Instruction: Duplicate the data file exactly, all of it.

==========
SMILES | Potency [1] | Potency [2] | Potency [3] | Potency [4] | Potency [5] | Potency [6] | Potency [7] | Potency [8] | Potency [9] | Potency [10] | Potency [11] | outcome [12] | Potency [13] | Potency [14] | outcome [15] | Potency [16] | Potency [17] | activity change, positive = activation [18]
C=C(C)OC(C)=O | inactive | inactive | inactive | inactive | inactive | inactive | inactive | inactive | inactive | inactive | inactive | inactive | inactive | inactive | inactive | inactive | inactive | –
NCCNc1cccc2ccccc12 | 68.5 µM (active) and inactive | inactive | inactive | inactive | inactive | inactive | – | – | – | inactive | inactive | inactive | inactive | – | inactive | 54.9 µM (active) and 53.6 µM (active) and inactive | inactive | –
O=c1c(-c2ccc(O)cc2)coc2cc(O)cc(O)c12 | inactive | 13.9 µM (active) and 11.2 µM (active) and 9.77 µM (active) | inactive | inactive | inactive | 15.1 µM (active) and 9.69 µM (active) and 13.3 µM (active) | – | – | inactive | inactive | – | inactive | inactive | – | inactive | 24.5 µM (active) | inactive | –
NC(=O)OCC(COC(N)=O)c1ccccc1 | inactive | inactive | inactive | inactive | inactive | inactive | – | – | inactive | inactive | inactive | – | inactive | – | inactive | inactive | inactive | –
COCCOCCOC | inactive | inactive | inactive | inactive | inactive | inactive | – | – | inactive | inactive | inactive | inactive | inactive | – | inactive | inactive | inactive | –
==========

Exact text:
SMILES | Potency [1] | Potency [2] | Potency [3] | Potency [4] | Potency [5] | Potency [6] | Potency [7] | Potency [8] | Potency [9] | Potency [10] | Potency [11] | outcome [12] | Potency [13] | Potency [14] | outcome [15] | Potency [16] | Potency [17] | activity change, positive = activation [18]
C=C(C)OC(C)=O | inactive | inactive | inactive | inactive | inactive | inactive | inactive | inactive | inactive | inactive | inactive | inactive | inactive | inactive | inactive | inactive | inactive | –
NCCNc1cccc2ccccc12 | 68.5 µM (active) and inactive | inactive | inactive | inactive | inactive | inactive | – | – | – | inactive | inactive | inactive | inactive | – | inactive | 54.9 µM (active) and 53.6 µM (active) and inactive | inactive | –
O=c1c(-c2ccc(O)cc2)coc2cc(O)cc(O)c12 | inactive | 13.9 µM (active) and 11.2 µM (active) and 9.77 µM (active) | inactive | inactive | inactive | 15.1 µM (active) and 9.69 µM (active) and 13.3 µM (active) | – | – | inactive | inactive | – | inactive | inactive | – | inactive | 24.5 µM (active) | inactive | –
NC(=O)OCC(COC(N)=O)c1ccccc1 | inactive | inactive | inactive | inactive | inactive | inactive | – | – | inactive | inactive | inactive | – | inactive | – | inactive | inactive | inactive | –
COCCOCCOC | inactive | inactive | inactive | inactive | inactive | inactive | – | – | inactive | inactive | inactive | inactive | inactive | – | inactive | inactive | inactive | –